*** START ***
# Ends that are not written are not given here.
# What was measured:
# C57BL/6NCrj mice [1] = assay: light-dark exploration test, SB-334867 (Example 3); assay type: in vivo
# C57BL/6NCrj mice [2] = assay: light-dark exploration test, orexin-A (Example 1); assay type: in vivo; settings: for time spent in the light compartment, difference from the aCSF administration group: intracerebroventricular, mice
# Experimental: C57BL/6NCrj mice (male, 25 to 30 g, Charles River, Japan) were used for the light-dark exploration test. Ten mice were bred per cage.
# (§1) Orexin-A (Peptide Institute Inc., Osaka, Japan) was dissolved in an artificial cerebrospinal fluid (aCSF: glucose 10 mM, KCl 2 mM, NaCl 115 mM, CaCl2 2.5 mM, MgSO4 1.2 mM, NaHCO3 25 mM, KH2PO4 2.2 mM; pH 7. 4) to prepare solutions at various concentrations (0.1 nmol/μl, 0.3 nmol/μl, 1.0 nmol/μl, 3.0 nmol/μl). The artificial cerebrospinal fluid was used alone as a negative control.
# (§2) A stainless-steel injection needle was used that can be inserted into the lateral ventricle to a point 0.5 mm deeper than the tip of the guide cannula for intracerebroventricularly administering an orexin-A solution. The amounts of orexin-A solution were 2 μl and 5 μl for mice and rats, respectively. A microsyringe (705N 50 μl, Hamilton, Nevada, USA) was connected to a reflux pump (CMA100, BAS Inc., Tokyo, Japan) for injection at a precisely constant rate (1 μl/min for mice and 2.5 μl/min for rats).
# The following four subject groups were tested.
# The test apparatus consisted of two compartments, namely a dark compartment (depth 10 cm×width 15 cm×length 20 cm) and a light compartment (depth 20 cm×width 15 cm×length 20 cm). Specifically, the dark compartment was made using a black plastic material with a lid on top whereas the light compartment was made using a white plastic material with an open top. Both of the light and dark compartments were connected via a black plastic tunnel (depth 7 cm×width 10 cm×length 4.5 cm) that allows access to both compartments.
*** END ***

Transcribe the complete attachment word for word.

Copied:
# Ends that are not written are not given here.
# What was measured:
# C57BL/6NCrj mice [1] = assay: light-dark exploration test, SB-334867 (Example 3); assay type: in vivo
# C57BL/6NCrj mice [2] = assay: light-dark exploration test, orexin-A (Example 1); assay type: in vivo; settings: for time spent in the light compartment, difference from the aCSF administration group: intracerebroventricular, mice
# Experimental: C57BL/6NCrj mice (male, 25 to 30 g, Charles River, Japan) were used for the light-dark exploration test. Ten mice were bred per cage.
# (§1) Orexin-A (Peptide Institute Inc., Osaka, Japan) was dissolved in an artificial cerebrospinal fluid (aCSF: glucose 10 mM, KCl 2 mM, NaCl 115 mM, CaCl2 2.5 mM, MgSO4 1.2 mM, NaHCO3 25 mM, KH2PO4 2.2 mM; pH 7. 4) to prepare solutions at various concentrations (0.1 nmol/μl, 0.3 nmol/μl, 1.0 nmol/μl, 3.0 nmol/μl). The artificial cerebrospinal fluid was used alone as a negative control.
# (§2) A stainless-steel injection needle was used that can be inserted into the lateral ventricle to a point 0.5 mm deeper than the tip of the guide cannula for intracerebroventricularly administering an orexin-A solution. The amounts of orexin-A solution were 2 μl and 5 μl for mice and rats, respectively. A microsyringe (705N 50 μl, Hamilton, Nevada, USA) was connected to a reflux pump (CMA100, BAS Inc., Tokyo, Japan) for injection at a precisely constant rate (1 μl/min for mice and 2.5 μl/min for rats).
# The following four subject groups were tested.
# The test apparatus consisted of two compartments, namely a dark compartment (depth 10 cm×width 15 cm×length 20 cm) and a light compartment (depth 20 cm×width 15 cm×length 20 cm). Specifically, the dark compartment was made using a black plastic material with a lid on top whereas the light compartment was made using a white plastic material with an open top. Both of the light and dark compartments were connected via a black plastic tunnel (depth 7 cm×width 10 cm×length 4.5 cm) that allows access to both compartments.